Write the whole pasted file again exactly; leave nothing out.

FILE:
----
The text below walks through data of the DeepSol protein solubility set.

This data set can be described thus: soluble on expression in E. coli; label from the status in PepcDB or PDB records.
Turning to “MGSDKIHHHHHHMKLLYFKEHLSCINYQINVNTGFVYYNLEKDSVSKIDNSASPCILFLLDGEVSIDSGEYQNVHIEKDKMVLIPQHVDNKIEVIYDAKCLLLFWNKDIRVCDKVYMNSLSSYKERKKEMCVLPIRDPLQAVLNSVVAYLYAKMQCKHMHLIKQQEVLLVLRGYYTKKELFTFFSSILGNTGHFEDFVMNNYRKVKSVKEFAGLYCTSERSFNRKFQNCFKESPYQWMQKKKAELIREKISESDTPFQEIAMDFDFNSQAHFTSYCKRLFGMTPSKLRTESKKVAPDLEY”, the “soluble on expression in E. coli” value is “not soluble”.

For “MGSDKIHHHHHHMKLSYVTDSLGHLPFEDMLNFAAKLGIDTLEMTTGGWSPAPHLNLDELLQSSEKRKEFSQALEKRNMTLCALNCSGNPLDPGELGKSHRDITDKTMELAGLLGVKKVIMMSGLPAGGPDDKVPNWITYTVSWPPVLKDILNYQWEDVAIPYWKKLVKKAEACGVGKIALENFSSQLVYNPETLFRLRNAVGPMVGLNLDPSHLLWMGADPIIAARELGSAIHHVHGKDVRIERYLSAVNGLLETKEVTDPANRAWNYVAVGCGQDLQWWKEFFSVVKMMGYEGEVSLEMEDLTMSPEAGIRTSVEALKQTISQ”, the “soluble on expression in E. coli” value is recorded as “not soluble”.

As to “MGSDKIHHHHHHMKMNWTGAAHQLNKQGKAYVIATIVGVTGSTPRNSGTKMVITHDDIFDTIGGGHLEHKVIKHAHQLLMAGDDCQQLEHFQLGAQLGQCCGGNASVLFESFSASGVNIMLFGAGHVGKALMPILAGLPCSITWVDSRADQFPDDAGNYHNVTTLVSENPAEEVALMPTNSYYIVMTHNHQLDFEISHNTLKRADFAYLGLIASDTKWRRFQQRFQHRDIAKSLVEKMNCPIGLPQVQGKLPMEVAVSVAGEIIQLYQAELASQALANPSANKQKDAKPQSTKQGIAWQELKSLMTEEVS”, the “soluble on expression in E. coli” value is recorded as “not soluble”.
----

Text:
The text below walks through data of the DeepSol protein solubility set.

This data set can be described thus: soluble on expression in E. coli; label from the status in PepcDB or PDB records.
Turning to “MGSDKIHHHHHHMKLLYFKEHLSCINYQINVNTGFVYYNLEKDSVSKIDNSASPCILFLLDGEVSIDSGEYQNVHIEKDKMVLIPQHVDNKIEVIYDAKCLLLFWNKDIRVCDKVYMNSLSSYKERKKEMCVLPIRDPLQAVLNSVVAYLYAKMQCKHMHLIKQQEVLLVLRGYYTKKELFTFFSSILGNTGHFEDFVMNNYRKVKSVKEFAGLYCTSERSFNRKFQNCFKESPYQWMQKKKAELIREKISESDTPFQEIAMDFDFNSQAHFTSYCKRLFGMTPSKLRTESKKVAPDLEY”, the “soluble on expression in E. coli” value is “not soluble”.

For “MGSDKIHHHHHHMKLSYVTDSLGHLPFEDMLNFAAKLGIDTLEMTTGGWSPAPHLNLDELLQSSEKRKEFSQALEKRNMTLCALNCSGNPLDPGELGKSHRDITDKTMELAGLLGVKKVIMMSGLPAGGPDDKVPNWITYTVSWPPVLKDILNYQWEDVAIPYWKKLVKKAEACGVGKIALENFSSQLVYNPETLFRLRNAVGPMVGLNLDPSHLLWMGADPIIAARELGSAIHHVHGKDVRIERYLSAVNGLLETKEVTDPANRAWNYVAVGCGQDLQWWKEFFSVVKMMGYEGEVSLEMEDLTMSPEAGIRTSVEALKQTISQ”, the “soluble on expression in E. coli” value is recorded as “not soluble”.

As to “MGSDKIHHHHHHMKMNWTGAAHQLNKQGKAYVIATIVGVTGSTPRNSGTKMVITHDDIFDTIGGGHLEHKVIKHAHQLLMAGDDCQQLEHFQLGAQLGQCCGGNASVLFESFSASGVNIMLFGAGHVGKALMPILAGLPCSITWVDSRADQFPDDAGNYHNVTTLVSENPAEEVALMPTNSYYIVMTHNHQLDFEISHNTLKRADFAYLGLIASDTKWRRFQQRFQHRDIAKSLVEKMNCPIGLPQVQGKLPMEVAVSVAGEIIQLYQAELASQALANPSANKQKDAKPQSTKQGIAWQELKSLMTEEVS”, the “soluble on expression in E. coli” value is recorded as “not soluble”.